Every neighborhood should have a Jennifer’s Café: good food and reasonable prices on anything from a salad or a sandwich to an elaborate dinner. Customers know each other; friends greet friends as they walk through the 50-seat dining room.
Jennifer’s Café is a family project for the Suidan family. Brothers Jack and Eddie are chefs, but Jack adds, “The whole family is involved.” The restaurant was named for Jack’s daughter, whose birth coincided with the opening of the restaurant 16 years ago. Jennifer, now a high-school senior, waits tables at her namesake two or three days a week.
Jack Suidan adds: “I always wanted to do great food at affordable prices, and that’s what we’ve done. We didn’t have a liquor license so we couldn’t go after an exclusive audience. A wide range of people come in. You can get veal as good as any in the city, or you can just have a tossed salad.”
Twenty varieties of sandwiches are offered, most wrapped in a thin pita, neat and tight so that none of the juicy contents will dribble down your chin. Our teenager enjoyed a sandwich of charbroiled chicken breast with Havarti cheese, honey mustard, Maurice dressing, lettuce and tomato ($7.25). All are served with the restaurant’s homemade potato chips, made with the peel still on the potato, semicrisp and lightly salted.
Chicken, veal and fish predominate on the menu. Only one beef dish is offered, tenderloin tips ($16.95), which was outstanding, prepared rare as ordered, trimmed of fat and tender enough to cut with a butter knife. The beef was sautéed with mushrooms and onions and served on rice pilaf.
Atlantic salmon Dijon ($15.95) was served on a large portion of spinach with a lovely creamy sauce seasoned with chervil. Lingonberry veal ($16.95) had a sweet/tart sauce; the sauce is imported from Sweden.
There is a Middle Eastern section with grape leaves, baked kibbe, sambossic (meat pies), shish kafta, falafel, hummus and tabbouleh. No exotica like lamb tongues, and, unfortunately, no shish kebab.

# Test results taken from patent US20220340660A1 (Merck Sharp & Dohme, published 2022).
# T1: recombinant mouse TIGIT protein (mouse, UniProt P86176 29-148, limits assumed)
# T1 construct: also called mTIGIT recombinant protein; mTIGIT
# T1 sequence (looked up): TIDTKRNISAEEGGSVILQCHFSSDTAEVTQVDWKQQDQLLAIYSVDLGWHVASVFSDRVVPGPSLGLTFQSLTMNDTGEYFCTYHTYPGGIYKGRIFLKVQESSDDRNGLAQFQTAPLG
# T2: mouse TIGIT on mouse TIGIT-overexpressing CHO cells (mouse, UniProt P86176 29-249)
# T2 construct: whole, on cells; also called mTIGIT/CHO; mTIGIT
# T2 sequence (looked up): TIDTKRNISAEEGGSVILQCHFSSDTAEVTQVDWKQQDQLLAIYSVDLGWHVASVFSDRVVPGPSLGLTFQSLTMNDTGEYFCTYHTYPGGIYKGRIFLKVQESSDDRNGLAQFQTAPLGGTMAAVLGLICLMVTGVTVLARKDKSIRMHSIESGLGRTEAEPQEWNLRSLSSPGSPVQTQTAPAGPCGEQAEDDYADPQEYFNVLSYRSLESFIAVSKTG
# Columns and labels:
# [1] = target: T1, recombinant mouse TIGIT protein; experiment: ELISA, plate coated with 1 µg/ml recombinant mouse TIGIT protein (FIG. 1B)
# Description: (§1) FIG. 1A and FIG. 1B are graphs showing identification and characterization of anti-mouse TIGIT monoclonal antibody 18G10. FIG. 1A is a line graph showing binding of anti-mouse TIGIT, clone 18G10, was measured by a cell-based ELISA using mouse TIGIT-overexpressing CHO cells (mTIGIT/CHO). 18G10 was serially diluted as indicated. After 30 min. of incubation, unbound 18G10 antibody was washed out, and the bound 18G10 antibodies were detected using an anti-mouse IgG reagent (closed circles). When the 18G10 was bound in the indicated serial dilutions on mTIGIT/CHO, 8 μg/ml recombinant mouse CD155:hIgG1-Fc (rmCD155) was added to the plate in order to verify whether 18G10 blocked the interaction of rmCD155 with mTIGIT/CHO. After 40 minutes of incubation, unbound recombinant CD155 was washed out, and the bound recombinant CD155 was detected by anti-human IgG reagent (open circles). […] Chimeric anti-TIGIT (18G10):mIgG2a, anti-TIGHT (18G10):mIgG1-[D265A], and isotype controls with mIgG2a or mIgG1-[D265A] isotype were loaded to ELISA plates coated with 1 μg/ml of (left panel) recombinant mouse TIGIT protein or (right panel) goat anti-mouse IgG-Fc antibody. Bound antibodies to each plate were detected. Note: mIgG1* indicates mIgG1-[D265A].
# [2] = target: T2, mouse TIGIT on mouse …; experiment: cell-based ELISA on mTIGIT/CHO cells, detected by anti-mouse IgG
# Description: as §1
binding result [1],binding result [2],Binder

Dinner comes with soup or salad. The excellent house soup is a thick chicken broth with small balls of ground lamb. The chicken noodle soup was equally good.
The contents of the salad varied from one night to the next, but both were good. A children’s menu carries family-friendly to the extreme of offering a peanut butter-and-jelly sandwich to the under-10 set.
A small dessert menu, reasonably priced, includes things such as apple crisp, rice pudding, and an interesting pastry stuffed with walnuts, sprinkled with pistachios and served with a yummy, not-too-sweet vanilla sauce. The chocolate mousse is served in a little cupcake holder made of chocolate.
When I told Jack Suidan that I’d like a restaurant like this in my neighborhood, he knew just what I was talking about. “We see the same faces all the time, and they see each other and know each other,” he said. “The same two people come in every Wednesday and order the Maurice salad. Two electricians are always our first customers of the day; they come in four or five times a week.”
If your neighborhood is nearby, I can’t see why you wouldn’t be a regular.
Elissa Karg dines for Metro Times. E-mail firstname.lastname@example.org.
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